Use this URL to cite or link to this record in EThOS: https://ethos.bl.uk/OrderDetails.do?uin=uk.bl.ethos.781039
Title: Barriers to the identification, management and referral of childhood anxiety disorders in primary care
Author: O'Brien, Dorieann
ISNI:       0000 0004 7966 6736
Awarding Body: University of Reading
Current Institution: University of Reading
Date of Award: 2018
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Abstract:
Anxiety disorders have a median age of onset of 11 years and are the most common emotional disorders in childhood; however, a significant proportion of those affected do not access professional support. In the UK, General Practitioners (GPs) are often the first medical professional that families see so are in a prime position to support children with anxiety disorders; however, currently there is little research available on GPs' perspectives of supporting children with these disorders. The aim of this thesis was to explore the barriers faced by GPs in the England to effectively identifying, managing and accessing specialist services for childhood anxiety disorders. This was achieved using a mixed-methods approach, encompassing a systematic review of the literature, a qualitative study of 20 GPs and quantitative survey of 971 GPs in England. When viewing this thesis as a whole, it is clear that GPs feel ill-equipped to identify, manage and refer anxiety disorders in this age group. Poor training and a lack of support appears to be affecting their confidence in identification and management, in addition to the issues with long waiting times and a lack of access to specialist services for their patients. Factors such as being female and being a parent to a child over five increase their confidence in identification and management, respectively. These findings highlight the need to strengthen GP training and facilitate access to resources and services to enable them to support children with these common but debilitating conditions.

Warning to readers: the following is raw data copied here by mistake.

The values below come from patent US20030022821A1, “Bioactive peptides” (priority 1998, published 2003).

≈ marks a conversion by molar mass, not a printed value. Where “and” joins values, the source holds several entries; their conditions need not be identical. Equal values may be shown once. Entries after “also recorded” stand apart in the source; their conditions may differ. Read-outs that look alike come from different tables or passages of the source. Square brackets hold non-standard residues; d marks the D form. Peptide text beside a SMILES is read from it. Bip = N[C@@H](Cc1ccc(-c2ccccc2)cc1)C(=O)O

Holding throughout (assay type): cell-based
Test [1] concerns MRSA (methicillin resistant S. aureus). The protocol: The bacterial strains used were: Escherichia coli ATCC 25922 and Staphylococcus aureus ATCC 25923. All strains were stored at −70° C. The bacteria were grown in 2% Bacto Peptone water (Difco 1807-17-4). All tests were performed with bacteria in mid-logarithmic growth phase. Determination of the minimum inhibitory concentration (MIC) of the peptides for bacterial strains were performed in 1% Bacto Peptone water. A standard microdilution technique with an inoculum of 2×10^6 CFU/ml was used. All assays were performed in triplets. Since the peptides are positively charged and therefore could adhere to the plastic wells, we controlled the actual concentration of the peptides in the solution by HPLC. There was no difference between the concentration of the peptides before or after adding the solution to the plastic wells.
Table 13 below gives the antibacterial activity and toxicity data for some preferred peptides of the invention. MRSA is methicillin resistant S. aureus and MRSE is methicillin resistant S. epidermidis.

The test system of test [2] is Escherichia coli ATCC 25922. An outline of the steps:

Supervisor: Not available Sponsor: Not available
Qualification Name: Thesis (Ph.D.) Qualification Level: Doctoral
EThOS ID: uk.bl.ethos.781039  DOI: Not available
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